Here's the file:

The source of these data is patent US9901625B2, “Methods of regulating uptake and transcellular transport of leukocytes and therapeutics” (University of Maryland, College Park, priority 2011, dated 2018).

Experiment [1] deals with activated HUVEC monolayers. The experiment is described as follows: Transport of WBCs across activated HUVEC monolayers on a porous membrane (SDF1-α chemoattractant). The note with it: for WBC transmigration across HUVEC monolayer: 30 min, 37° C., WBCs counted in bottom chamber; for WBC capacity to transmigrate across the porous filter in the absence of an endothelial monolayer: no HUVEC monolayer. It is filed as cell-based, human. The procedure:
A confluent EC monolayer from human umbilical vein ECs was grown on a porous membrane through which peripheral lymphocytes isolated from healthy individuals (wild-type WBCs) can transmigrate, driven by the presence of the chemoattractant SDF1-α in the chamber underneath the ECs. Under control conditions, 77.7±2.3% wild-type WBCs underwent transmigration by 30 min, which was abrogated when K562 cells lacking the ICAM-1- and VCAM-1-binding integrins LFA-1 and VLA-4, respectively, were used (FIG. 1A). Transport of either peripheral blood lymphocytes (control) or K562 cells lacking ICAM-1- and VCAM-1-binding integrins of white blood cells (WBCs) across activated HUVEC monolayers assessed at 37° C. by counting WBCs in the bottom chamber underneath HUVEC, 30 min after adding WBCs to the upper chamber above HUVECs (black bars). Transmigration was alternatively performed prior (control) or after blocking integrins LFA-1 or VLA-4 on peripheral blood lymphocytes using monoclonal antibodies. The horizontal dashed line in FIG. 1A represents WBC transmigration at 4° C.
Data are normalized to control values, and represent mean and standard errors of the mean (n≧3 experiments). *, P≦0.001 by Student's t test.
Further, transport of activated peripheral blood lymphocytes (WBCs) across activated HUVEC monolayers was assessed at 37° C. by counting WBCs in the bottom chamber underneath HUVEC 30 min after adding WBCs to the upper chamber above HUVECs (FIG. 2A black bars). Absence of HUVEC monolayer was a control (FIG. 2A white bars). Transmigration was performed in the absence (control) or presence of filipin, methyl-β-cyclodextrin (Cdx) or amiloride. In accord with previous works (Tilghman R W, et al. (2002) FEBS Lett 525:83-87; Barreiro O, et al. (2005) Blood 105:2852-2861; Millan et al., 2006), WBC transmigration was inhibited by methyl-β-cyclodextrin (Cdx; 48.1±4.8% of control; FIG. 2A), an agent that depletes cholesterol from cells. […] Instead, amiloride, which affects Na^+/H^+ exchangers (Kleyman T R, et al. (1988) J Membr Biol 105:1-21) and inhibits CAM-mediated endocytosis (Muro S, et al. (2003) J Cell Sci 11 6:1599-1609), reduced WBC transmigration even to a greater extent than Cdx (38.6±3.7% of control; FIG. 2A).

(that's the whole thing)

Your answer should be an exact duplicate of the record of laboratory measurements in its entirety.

The source of these data is patent US9901625B2, “Methods of regulating uptake and transcellular transport of leukocytes and therapeutics” (University of Maryland, College Park, priority 2011, dated 2018).

Experiment [1] deals with activated HUVEC monolayers. The experiment is described as follows: Transport of WBCs across activated HUVEC monolayers on a porous membrane (SDF1-α chemoattractant). The note with it: for WBC transmigration across HUVEC monolayer: 30 min, 37° C., WBCs counted in bottom chamber; for WBC capacity to transmigrate across the porous filter in the absence of an endothelial monolayer: no HUVEC monolayer. It is filed as cell-based, human. The procedure:
A confluent EC monolayer from human umbilical vein ECs was grown on a porous membrane through which peripheral lymphocytes isolated from healthy individuals (wild-type WBCs) can transmigrate, driven by the presence of the chemoattractant SDF1-α in the chamber underneath the ECs. Under control conditions, 77.7±2.3% wild-type WBCs underwent transmigration by 30 min, which was abrogated when K562 cells lacking the ICAM-1- and VCAM-1-binding integrins LFA-1 and VLA-4, respectively, were used (FIG. 1A). Transport of either peripheral blood lymphocytes (control) or K562 cells lacking ICAM-1- and VCAM-1-binding integrins of white blood cells (WBCs) across activated HUVEC monolayers assessed at 37° C. by counting WBCs in the bottom chamber underneath HUVEC, 30 min after adding WBCs to the upper chamber above HUVECs (black bars). Transmigration was alternatively performed prior (control) or after blocking integrins LFA-1 or VLA-4 on peripheral blood lymphocytes using monoclonal antibodies. The horizontal dashed line in FIG. 1A represents WBC transmigration at 4° C.
Data are normalized to control values, and represent mean and standard errors of the mean (n≧3 experiments). *, P≦0.001 by Student's t test.
Further, transport of activated peripheral blood lymphocytes (WBCs) across activated HUVEC monolayers was assessed at 37° C. by counting WBCs in the bottom chamber underneath HUVEC 30 min after adding WBCs to the upper chamber above HUVECs (FIG. 2A black bars). Absence of HUVEC monolayer was a control (FIG. 2A white bars). Transmigration was performed in the absence (control) or presence of filipin, methyl-β-cyclodextrin (Cdx) or amiloride. In accord with previous works (Tilghman R W, et al. (2002) FEBS Lett 525:83-87; Barreiro O, et al. (2005) Blood 105:2852-2861; Millan et al., 2006), WBC transmigration was inhibited by methyl-β-cyclodextrin (Cdx; 48.1±4.8% of control; FIG. 2A), an agent that depletes cholesterol from cells. […] Instead, amiloride, which affects Na^+/H^+ exchangers (Kleyman T R, et al. (1988) J Membr Biol 105:1-21) and inhibits CAM-mediated endocytosis (Muro S, et al. (2003) J Cell Sci 11 6:1599-1609), reduced WBC transmigration even to a greater extent than Cdx (38.6±3.7% of control; FIG. 2A).